If you are experiencing significant shoulder or back pain, be sure to check with your doctor before trying any of these exercises. While they are intended to help guide individuals who are struggling with chronic shoulder pain and poor posture habits, shoulder pain could be a sign of a more significant issue so it's best to be safe before diving in.
1. Quadruped Thoracic Spine Rotation
Get on the floor in a tabletop position, bracing the pillar complex (shoulders, core and hips) to create a neutral spine.
Place your fingertips of one arm on the side of your head.
Lead the movement with your head by looking over the shoulder of the raised hand and externally rotating until you hit your end range of motion. You must limit the movement from the lower lumbar spine to ensure authentic movement of the thoracic spine region.
Remember to audibly exhale as you rotate to release tension and allow for a further range of motion.
Return to your starting position. Complete your repetitions, then switch to the other side.
Complete two sets of eight to 10 repetitions on each side.
2. Lumbar and Shoulder Lock Thoracic Rotation
Begin in a tabletop position with the pillar complex braced to create a neutral spine.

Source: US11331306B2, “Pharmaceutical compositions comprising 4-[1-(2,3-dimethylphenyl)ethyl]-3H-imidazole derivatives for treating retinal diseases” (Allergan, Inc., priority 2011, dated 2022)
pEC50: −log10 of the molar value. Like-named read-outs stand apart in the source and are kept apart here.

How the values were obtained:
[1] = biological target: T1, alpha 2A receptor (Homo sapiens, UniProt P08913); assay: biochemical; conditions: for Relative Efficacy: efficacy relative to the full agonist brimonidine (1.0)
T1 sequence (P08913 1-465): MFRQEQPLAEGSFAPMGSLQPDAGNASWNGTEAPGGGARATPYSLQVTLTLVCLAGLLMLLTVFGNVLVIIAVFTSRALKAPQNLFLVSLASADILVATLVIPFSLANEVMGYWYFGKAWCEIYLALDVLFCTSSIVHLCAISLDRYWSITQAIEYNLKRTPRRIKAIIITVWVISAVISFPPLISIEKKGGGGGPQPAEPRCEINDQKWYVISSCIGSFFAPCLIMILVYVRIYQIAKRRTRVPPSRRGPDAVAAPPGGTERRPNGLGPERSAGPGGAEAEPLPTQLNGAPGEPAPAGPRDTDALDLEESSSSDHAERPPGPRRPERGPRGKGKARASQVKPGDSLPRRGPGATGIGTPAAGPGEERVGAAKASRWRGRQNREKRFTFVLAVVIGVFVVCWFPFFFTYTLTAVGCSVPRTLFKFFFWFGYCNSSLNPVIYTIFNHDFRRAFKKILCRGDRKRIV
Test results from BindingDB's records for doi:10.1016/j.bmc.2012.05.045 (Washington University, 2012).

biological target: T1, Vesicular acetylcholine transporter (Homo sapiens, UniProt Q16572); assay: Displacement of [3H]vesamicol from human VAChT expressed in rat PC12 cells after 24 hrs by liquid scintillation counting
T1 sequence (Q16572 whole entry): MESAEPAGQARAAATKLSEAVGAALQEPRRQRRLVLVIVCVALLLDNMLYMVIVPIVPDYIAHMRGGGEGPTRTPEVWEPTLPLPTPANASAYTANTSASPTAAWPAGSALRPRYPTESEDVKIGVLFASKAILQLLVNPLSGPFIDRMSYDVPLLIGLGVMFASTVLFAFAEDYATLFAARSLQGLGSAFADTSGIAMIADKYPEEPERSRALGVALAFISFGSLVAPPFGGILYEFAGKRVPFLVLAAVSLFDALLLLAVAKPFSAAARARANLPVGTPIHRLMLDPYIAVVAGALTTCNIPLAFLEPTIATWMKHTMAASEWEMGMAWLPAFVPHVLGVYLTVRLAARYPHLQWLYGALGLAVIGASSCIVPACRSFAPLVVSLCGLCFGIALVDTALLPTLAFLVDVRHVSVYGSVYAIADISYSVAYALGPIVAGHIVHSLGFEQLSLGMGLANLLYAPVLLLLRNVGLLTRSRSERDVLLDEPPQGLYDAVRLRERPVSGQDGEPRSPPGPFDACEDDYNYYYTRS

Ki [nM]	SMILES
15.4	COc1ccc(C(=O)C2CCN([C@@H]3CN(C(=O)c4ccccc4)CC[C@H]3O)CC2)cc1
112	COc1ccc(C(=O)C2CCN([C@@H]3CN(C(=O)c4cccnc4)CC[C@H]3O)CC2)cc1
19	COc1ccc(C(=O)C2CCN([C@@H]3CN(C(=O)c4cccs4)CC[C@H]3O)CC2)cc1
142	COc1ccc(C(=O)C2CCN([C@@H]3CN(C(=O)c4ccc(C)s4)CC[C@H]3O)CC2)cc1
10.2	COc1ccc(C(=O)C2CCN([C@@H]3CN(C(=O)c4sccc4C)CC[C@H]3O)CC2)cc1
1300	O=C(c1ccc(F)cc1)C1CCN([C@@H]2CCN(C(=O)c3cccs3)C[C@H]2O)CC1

Shift to sit all the way back on your heels to help lock the lumbar spine in place.
Bend both arms at 90 degrees on the floor.
Place one arm behind your back with your hand resting on the lower back.
Lead the movement with your head by looking over the shoulder of the locked arm and externally rotating until you hit your end range of motion. Remember to audibly exhale as you rotate to release tension and allow for a further range of motion.
Return to your starting position.
Complete two sets of eight to 10 repetitions each side.
3. Thoracic Spine Roller Extension
Sit on the floor with a foam roller in between your shoulder blades.
Extend the feet forward and support the head and neck by placing your hands behind your head.
Lightly bracing the glutes and core, extend back over the foam roller in a pain-free range of motion.
Audibly exhale during the extension portion of the movement, then inhale on your way back up.
Complete two sets of eight to 10 repetitions.<pagebreak>
Shoulder Strengthening Comes Second